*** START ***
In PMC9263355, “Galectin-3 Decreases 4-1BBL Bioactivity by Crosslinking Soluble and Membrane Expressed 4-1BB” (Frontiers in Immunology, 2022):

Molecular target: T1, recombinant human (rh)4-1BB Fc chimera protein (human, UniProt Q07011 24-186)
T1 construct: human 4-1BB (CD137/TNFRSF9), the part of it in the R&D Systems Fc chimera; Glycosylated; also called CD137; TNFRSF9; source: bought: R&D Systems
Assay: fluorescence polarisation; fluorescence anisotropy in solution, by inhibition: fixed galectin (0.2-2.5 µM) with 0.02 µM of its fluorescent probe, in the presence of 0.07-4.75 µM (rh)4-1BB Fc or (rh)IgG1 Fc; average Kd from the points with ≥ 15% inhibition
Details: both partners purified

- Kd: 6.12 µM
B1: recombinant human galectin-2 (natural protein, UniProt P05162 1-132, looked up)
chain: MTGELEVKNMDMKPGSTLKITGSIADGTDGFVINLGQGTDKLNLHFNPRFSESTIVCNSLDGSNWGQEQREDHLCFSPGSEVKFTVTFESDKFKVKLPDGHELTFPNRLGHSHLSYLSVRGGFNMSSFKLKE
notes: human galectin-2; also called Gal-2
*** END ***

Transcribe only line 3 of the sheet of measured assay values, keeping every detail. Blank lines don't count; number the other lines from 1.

T1 construct: human 4-1BB (CD137/TNFRSF9), the part of it in the R&D Systems Fc chimera; Glycosylated; also called CD137; TNFRSF9; source: bought: R&D Systems